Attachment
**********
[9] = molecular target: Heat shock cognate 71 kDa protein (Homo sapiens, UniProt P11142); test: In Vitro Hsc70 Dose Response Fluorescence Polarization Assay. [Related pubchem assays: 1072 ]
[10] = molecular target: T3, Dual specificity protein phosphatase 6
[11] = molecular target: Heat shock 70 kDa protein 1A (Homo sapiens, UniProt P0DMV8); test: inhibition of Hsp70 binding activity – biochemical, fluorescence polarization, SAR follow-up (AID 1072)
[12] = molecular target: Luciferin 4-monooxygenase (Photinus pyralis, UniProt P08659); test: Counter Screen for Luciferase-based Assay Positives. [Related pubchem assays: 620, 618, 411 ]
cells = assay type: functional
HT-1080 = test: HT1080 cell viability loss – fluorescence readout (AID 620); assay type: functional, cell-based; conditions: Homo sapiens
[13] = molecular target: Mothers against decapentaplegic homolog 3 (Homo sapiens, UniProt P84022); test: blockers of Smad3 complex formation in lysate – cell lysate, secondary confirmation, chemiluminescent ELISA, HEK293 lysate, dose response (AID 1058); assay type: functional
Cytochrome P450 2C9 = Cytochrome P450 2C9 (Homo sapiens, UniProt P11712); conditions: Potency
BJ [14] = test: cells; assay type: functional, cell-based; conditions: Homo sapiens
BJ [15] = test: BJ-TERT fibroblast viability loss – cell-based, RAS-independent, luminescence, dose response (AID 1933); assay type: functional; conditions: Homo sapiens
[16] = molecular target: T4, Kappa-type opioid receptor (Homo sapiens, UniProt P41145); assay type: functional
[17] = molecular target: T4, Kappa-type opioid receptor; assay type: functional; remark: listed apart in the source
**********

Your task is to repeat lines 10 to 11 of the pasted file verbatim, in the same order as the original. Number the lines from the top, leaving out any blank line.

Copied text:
BJ [15] = test: BJ-TERT fibroblast viability loss – cell-based, RAS-independent, luminescence, dose response (AID 1933); assay type: functional; conditions: Homo sapiens
[16] = molecular target: T4, Kappa-type opioid receptor (Homo sapiens, UniProt P41145); assay type: functional